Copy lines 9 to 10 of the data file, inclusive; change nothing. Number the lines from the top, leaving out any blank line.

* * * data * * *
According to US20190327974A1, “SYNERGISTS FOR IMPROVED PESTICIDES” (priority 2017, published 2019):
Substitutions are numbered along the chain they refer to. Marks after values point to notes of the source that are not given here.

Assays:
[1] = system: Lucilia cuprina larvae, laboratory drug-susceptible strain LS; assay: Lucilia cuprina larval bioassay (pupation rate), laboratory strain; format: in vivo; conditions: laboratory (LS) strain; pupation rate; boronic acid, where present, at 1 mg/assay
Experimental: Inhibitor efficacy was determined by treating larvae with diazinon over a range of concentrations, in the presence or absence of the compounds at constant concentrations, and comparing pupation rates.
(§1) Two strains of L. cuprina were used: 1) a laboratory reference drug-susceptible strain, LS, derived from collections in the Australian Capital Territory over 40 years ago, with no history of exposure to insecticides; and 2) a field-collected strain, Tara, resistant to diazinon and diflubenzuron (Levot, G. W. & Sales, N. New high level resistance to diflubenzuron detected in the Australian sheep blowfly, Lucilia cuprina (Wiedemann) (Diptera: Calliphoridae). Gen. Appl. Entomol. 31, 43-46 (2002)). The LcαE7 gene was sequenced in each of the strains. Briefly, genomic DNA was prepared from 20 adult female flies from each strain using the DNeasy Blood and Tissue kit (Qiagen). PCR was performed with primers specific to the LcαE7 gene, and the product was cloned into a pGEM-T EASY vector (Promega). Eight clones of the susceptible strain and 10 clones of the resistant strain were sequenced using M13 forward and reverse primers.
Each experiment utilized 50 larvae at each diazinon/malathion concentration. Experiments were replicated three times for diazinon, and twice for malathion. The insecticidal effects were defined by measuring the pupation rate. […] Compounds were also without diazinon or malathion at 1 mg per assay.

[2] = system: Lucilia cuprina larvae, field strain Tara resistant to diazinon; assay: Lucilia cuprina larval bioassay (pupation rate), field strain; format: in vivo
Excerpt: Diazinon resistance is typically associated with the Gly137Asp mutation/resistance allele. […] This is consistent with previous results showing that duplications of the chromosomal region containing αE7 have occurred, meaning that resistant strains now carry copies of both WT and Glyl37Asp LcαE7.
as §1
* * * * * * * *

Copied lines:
Excerpt: Diazinon resistance is typically associated with the Gly137Asp mutation/resistance allele. […] This is consistent with previous results showing that duplications of the chromosomal region containing αE7 have occurred, meaning that resistant strains now carry copies of both WT and Glyl37Asp LcαE7.
as §1